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Should I clip my double coated dog?

Should I clip my double coated dog? - Masterclip

Loz Dorey |

Dog breeds that have a double coat originate from cold climates and have adapted a unique dual layer of hair to keep them warm and protect them from the elements. However, many of these dog breeds are often kept in much warmer climates to the one that they have adapted to, meaning that they need extra care when the weather warms up to avoid overheating and suffering heat stress.

 Double coats consist of a soft, dense insulating layer of hair closest to the skin (the under coat) with longer, coarser hair that acts as a protective top coat. Breeds with these coat characteristics include the akita, Alaskan malamute, chow chow, spitz, Pomeranian, Shiba inu, Siberian husky, old English sheepdog, bearded collie,rough collie, Bernese Mountain dog, Pyrenean Mountain dog, Leonberger, Saint Bernard and Tibetan mastif.  



Whilst there are arguments that a double coat can help to keep these dogs cool by keeping the heat out, the coat is generally evolved to keep the heat in rather than release the heat generated by the body However there are ways that we can help our dogs to keep cool. In UK, although we do have hot weather spells, the infrequency means that your dog’s comfort can be managed with these tips -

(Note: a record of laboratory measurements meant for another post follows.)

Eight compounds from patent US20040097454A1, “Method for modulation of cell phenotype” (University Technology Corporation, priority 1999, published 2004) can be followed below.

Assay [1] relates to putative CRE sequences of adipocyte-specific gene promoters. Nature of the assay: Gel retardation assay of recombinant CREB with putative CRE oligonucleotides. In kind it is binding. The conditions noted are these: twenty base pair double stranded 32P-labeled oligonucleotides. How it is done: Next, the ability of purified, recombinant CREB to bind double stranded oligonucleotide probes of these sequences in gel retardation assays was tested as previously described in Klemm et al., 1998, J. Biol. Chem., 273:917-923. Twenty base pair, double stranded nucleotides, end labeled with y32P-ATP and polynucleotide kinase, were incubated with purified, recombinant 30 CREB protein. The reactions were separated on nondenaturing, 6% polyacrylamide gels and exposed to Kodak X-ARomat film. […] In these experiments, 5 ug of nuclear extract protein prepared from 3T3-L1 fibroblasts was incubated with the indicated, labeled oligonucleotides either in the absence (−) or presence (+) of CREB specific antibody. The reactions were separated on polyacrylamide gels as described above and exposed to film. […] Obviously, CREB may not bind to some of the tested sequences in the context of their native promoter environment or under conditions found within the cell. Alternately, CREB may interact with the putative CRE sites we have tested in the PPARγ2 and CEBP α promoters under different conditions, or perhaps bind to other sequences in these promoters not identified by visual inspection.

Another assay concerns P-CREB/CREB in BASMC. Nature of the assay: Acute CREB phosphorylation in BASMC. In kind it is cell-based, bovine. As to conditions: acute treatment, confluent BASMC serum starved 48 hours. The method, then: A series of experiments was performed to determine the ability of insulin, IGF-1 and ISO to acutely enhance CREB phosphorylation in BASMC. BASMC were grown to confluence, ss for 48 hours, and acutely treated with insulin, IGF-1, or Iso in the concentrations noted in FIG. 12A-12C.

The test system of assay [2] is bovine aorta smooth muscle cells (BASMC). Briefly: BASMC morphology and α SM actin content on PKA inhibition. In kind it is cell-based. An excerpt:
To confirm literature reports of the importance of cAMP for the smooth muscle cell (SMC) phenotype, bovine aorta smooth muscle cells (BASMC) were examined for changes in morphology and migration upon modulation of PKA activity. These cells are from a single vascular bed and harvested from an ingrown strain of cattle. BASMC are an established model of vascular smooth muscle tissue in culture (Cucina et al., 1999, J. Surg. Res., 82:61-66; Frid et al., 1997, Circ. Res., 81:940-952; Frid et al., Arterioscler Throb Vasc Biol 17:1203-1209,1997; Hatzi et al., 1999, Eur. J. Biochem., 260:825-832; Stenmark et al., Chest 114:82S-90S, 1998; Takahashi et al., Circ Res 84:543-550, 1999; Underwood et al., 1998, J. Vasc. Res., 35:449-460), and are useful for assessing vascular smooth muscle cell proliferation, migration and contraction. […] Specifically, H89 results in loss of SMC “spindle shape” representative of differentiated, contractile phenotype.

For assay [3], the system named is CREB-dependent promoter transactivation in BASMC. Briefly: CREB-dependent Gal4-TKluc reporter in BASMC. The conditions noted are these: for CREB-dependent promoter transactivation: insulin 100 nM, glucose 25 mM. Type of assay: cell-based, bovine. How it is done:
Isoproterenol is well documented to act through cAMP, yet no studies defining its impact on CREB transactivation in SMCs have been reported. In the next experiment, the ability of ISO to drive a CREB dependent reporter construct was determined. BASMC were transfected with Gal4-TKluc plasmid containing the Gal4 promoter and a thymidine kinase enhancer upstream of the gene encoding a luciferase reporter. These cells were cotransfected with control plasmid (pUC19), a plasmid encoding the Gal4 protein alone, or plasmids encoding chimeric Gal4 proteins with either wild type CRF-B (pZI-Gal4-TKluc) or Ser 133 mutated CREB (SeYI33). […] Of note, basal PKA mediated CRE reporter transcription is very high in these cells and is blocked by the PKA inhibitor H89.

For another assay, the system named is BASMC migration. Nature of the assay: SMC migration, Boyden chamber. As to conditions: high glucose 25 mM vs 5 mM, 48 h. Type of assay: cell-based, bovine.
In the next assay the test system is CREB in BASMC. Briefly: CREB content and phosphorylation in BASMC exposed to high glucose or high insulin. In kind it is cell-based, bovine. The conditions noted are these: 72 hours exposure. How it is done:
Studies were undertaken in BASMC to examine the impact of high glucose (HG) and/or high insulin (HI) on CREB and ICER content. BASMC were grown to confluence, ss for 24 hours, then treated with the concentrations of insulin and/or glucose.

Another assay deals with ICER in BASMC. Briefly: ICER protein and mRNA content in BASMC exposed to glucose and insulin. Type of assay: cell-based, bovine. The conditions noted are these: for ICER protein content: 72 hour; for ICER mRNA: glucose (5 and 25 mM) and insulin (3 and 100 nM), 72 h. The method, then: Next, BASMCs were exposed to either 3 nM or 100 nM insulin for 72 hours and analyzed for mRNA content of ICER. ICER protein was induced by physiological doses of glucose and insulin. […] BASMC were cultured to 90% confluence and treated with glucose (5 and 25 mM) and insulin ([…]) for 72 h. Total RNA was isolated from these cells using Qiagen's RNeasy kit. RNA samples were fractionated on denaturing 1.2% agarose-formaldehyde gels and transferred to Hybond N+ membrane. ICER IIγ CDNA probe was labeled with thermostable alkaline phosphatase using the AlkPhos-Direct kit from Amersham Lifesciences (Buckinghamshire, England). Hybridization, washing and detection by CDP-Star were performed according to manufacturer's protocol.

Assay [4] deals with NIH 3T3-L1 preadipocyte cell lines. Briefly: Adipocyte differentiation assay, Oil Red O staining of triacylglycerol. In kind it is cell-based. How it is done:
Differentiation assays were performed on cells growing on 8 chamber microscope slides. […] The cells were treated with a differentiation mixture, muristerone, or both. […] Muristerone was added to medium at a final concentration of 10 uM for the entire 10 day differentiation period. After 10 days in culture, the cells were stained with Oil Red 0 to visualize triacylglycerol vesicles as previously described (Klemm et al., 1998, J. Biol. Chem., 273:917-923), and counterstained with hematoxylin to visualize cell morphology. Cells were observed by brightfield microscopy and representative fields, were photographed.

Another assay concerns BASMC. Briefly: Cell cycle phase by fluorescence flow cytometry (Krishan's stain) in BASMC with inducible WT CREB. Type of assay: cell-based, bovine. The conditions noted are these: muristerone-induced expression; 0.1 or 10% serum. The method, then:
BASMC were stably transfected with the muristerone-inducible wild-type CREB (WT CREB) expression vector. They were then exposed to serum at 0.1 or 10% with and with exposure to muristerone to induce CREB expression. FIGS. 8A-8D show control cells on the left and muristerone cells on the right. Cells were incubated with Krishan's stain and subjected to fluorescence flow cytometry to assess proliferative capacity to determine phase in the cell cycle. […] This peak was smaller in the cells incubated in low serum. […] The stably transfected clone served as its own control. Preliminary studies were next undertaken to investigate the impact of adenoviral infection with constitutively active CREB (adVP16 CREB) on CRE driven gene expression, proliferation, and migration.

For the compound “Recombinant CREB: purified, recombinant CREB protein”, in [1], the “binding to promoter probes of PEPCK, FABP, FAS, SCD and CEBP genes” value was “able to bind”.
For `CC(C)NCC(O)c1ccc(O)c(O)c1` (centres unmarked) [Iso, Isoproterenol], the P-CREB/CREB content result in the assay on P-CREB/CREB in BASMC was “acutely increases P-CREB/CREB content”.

•  Walking your dog early and late in the day when it is generally cooler and avoiding exercising in the hottest parts of the day.
  • Daily coat management to remove as much of the insulating soft layer as possible.
  • Providing access to cool places, with a fan or air con or cooling mats, shelter and plenty of water.




Double coated dogs shed - a lot! The undercoat tends to shed twice a year with the top layer shedding once a year. That lovely lush double coat requires regular grooming to keep tangles and matts at bay. To help keep these dogs cool, the key is the remove as much of the soft insulating layer of their coat – the part that sheds the most - as possible. This will also reduce the risk of matts forming.  Here are our recommended tools for grooming double coats -

  • Slicker brush – This wire pinned brush is great for long, dense coats and the ideal choice to use at the start of the groom. It can be used all over the coat to remove knots and tangles and will also help to remove some of the loose undercoat.
  • Combi Comb – This is a great tool to remove any tangles from the longer top coat. Pay extra attention to the legs, chest, neck and tail.
  • De-matting Comb – A comb with serrated teeth to gently break up matts without removing chunks of the coat.
  • Coat rakes - These are excellent tools to gently remove as much of the dead, loose undercoat as possible. They have curved blades to comb through the coat without harming the skin. Our handy coat rakes come in a range of sizes to suit a variety of coat types. It’s best to have at least a couple of rakes to suit the hair on different parts of the body.
  • Retractable coat rake – Ideal for de-shedding very thick coats and gentle on the skin.